Consider this absurdity.
You live in a tough neighborhood and fear your neighbors, so you do the logical thing — you buy a new lock for your front door.
But learning of this your neighbor is outraged and says: “How dare you. If you install that lock, I will be forced to break into your house to protect myself.”
Say what? Absurd, if not downright crazy, right?
But such is the dynamic we now enjoy with Russia, our former Cold War foe that is cyber-rattling again.
Specifically, when Russia learned last week that NATO was proceeding with its missile defense system in Europe, Russia’s military chief of staff responded that “a decision to use destructive force preemptively will be taken if the situation worsens.” Then, to back up their threats, Russian officials showed computer modeling of nuclear missiles hitting the East Coast.
Yes, Russian officials essentially threatened a nuclear attack on America because NATO is building a shield to protect itself from such very attacks.
NATO — led by the United States — has been working on a missile defense shield for some time. Two words should stand out in that sentence: defense and shield.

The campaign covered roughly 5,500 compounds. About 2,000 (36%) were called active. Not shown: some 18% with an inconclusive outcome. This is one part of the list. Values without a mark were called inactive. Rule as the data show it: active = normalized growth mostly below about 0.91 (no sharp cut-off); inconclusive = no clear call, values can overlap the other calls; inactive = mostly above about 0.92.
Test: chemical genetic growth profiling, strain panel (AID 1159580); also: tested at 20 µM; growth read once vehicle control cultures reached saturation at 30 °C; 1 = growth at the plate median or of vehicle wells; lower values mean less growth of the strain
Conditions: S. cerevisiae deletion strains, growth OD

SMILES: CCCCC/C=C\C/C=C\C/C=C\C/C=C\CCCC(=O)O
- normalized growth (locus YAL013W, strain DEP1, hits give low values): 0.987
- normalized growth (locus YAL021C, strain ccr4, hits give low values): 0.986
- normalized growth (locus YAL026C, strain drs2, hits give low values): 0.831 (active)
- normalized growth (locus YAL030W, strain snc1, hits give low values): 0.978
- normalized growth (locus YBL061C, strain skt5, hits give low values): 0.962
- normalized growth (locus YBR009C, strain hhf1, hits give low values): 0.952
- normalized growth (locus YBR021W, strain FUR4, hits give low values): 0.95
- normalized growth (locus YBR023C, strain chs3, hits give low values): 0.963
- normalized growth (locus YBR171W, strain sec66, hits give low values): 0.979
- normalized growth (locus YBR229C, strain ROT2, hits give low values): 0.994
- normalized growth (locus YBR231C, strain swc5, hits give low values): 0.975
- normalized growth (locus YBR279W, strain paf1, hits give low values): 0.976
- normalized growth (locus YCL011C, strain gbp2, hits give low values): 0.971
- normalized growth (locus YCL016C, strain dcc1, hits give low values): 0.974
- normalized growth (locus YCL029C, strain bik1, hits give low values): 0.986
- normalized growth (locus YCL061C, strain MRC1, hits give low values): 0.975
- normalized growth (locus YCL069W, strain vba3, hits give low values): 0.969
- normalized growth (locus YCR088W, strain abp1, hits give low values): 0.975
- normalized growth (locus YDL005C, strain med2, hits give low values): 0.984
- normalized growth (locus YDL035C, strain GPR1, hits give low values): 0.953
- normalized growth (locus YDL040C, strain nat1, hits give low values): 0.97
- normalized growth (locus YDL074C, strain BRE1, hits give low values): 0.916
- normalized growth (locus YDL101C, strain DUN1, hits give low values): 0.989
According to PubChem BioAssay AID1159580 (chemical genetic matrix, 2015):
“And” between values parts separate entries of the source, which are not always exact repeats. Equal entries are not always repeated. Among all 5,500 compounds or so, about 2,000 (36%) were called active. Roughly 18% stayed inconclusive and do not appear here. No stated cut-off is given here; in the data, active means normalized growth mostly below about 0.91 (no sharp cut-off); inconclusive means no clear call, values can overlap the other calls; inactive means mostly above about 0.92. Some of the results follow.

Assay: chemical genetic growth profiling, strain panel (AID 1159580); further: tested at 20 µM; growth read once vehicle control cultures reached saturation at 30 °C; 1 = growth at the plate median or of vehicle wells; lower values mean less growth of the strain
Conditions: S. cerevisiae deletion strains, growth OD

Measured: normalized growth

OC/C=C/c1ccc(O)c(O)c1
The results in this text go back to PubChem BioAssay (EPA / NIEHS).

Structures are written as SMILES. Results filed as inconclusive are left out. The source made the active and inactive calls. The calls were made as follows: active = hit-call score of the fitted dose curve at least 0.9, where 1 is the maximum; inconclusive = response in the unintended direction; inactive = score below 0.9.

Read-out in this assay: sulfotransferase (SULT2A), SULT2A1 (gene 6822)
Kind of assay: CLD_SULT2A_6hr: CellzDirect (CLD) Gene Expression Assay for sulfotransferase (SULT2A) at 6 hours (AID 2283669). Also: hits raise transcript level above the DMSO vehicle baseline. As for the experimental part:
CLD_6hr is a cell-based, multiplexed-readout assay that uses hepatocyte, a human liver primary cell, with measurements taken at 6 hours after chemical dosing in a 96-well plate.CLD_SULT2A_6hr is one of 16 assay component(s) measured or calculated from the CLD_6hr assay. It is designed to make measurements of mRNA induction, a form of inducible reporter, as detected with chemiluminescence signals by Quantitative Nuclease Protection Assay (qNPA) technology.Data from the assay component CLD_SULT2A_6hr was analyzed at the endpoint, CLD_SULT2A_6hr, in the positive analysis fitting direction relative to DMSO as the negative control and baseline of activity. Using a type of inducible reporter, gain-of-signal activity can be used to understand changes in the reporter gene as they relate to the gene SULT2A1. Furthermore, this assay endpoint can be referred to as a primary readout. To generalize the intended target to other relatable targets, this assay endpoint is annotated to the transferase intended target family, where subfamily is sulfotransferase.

Even if your knowledge of weapons is no greater than superhero cartoons, you can understand that a shield is meant to stop — not launch — things. In this case, the shield is meant to stop incoming missiles from Iran or Russia into Europe.
Call me naive, but Russia (and Iran) should only be troubled by this if they plan to lob missiles into Europe.
Just as I am not threatened or insulted if my neighbor installs a lock on her door, so, too, Russia shouldn’t be insulted or threatened by the defensive shield.
And come to think of it, don’t the Russian threats only reinforce the necessity for a defensive shield?
To show that it holds no ill will, NATO has even invited the Russians to participate in the system. And more amazing, because we are so worried about hurting the Russians’ feelings, we actually assured them that the shield cannot intercept Russian missiles targeting the United States. Specifically, Madelyn Creedon, U.S. assistant secretary of defense, said that NATO interceptors would be “simply in the wrong place” to counter Russian missiles.
How crazy is it that we need to assure the Russians that the shield won’t get in the way of any missiles they launch our way. If anything, such a response by Russia makes me think we need a second shield as well, one for us.
Finally, to show we are not hypocrites and that the shield is only meant for defensive, peaceful purposes, perhaps NATO should tell “new” Russian President Vladimir Putin this: If you want to install your own defensive shield along your border to protect Russia from incoming European missiles, go for it.
We don’t oppose it and won’t be offended for one simple reason: We have no desire to shoot missiles at you.
William Choslovsky is a Chicago attorney.